22 Jesus went through one town and village after another, teaching as he made his way to Jerusalem. 23 Someone asked him, ‘Lord, will only a few be saved?’ He said to them, 24 ‘Strive to enter through the narrow door; for many, I tell you, will try to enter and will not be able. 25 When once the owner of the house has got up and shut the door, and you begin to stand outside and to knock at the door, saying, “Lord, open to us”, then in reply he will say to you, “I do not know where you come from.” 26 Then you will begin to say, “We ate and drank with you, and you taught in our streets.” 27 But he will say, “I do not know where you come from; go away from me, all you evildoers!” 28 There will be weeping and gnashing of teeth when you see Abraham and Isaac and Jacob and all the prophets in the kingdom of God, and you yourselves thrown out. 29 Then people will come from east and west, from north and south, and will eat in the kingdom of God. 30 Indeed, some are last who will be first, and some are first who will be last.’

The last will be first and the first will be last! Since the time of Abraham and Sarah, God’s chosen people (the Jews) had understood themselves to be ‘first’ – and therefore the Gentiles (everyone else) to be ‘last’. Jesus, in word and deed, announced that this understanding had had its day. He offered a different path, a different (narrow) door through which a different vision of God’s kingdom could be glimpsed. And in this kingdom, there was no room anymore for Israel’s national identity. God’s work within creation may have started with Israel, but was always for the sake of ALL humankind.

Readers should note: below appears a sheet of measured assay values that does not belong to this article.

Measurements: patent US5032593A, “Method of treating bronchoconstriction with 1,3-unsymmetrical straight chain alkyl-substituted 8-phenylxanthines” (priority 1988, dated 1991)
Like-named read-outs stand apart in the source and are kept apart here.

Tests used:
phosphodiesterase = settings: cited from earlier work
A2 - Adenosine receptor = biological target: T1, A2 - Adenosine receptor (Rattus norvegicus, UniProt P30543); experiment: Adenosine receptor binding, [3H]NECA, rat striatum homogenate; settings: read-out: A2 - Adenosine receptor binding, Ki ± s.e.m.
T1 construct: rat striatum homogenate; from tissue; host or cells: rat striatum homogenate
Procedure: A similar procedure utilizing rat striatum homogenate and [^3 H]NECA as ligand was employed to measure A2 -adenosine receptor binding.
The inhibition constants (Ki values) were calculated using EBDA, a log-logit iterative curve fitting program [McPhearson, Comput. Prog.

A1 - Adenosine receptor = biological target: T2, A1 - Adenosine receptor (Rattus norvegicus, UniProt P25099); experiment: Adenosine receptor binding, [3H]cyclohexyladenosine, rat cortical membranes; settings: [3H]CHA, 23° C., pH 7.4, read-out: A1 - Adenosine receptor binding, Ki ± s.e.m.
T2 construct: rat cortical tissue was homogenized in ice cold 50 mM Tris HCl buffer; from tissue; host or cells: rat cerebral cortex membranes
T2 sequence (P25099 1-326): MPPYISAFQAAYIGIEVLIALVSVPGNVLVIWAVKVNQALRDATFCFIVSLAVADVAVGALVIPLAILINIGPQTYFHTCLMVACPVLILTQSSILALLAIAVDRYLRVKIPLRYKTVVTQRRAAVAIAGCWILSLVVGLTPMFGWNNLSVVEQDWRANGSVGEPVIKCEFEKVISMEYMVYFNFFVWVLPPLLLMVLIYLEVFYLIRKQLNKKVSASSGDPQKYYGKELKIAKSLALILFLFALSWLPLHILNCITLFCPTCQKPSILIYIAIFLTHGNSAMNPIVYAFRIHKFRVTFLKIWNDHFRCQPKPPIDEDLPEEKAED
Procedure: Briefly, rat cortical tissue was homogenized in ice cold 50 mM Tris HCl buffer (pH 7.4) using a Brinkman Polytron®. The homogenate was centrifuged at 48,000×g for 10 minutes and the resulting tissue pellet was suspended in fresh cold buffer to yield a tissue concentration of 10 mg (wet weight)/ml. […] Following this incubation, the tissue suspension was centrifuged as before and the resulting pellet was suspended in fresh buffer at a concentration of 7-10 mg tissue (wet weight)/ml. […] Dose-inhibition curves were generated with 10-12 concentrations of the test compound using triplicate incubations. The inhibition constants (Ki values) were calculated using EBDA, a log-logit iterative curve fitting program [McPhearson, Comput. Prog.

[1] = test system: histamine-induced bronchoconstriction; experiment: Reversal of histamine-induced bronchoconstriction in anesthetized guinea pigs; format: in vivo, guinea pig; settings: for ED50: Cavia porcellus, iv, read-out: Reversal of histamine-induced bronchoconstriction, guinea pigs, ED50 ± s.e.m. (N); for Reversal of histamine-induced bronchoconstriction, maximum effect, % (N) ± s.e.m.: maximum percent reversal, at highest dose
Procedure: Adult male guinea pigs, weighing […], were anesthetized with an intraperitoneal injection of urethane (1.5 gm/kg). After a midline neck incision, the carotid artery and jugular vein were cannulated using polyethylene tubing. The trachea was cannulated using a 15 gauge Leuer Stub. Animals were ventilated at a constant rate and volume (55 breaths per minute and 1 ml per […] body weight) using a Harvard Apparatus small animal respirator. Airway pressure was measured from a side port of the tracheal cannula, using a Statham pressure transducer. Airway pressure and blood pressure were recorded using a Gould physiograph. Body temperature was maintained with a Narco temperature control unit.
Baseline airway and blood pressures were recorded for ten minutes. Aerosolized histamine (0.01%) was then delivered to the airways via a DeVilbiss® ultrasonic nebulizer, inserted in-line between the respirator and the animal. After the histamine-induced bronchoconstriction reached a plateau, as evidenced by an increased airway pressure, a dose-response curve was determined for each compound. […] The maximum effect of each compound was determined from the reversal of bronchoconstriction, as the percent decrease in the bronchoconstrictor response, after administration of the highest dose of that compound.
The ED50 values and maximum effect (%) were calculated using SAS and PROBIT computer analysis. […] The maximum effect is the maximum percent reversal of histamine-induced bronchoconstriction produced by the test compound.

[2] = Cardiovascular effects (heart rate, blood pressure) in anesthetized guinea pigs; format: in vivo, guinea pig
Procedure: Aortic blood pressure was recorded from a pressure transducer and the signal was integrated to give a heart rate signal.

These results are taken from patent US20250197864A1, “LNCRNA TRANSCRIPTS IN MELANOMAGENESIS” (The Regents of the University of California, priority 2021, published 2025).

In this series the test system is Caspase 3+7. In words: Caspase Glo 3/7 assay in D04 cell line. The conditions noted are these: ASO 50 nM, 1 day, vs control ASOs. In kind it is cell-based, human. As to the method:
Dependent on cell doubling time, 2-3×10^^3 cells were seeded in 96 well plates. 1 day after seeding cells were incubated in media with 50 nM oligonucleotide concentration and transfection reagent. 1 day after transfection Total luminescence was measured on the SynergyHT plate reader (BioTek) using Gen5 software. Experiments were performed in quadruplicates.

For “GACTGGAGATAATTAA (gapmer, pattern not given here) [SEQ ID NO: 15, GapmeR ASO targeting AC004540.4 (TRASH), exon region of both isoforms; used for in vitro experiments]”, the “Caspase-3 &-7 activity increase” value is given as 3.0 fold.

And so we find Jesus in the gospels challenging and expanding Israel’s ‘national identity markers’ – the Temple, the Torah, the Promised Land, and Jewish genealogy. Jesus tells his people to give up these ‘Israel First’ symbols, and to follow him through the narrow door into a far bigger future. The narrow door leads to a demanding and difficult road – the road of self-abnegation and trusting God’s power rather than the (more visible) power of the sword. But this road would lead in time to St Paul’s writing: ‘In Christ there is now no Jew or Gentile, male or female, slave or free.’ Fullness of life for ALL humankind.

How do we apply all of this to ourselves today?!

There are many ‘wide doors’ through which we can seek God’s kingdom. Lots of distractions and tempting offers which promise ‘heaven’ when we buy this item, or go on that holiday somewhere faraway and sunny, or be more like this celebrity whose life is amazing. Anything but the real day to day life that we actually live. Similarly with friendships: we can have hundreds of facebook friends or twitter followers, but they never demand the real relational hard work of one-to-one day-to-day friendship – getting to know one another, annoying one another, forgiving one another, sitting down to eat and talk with one another.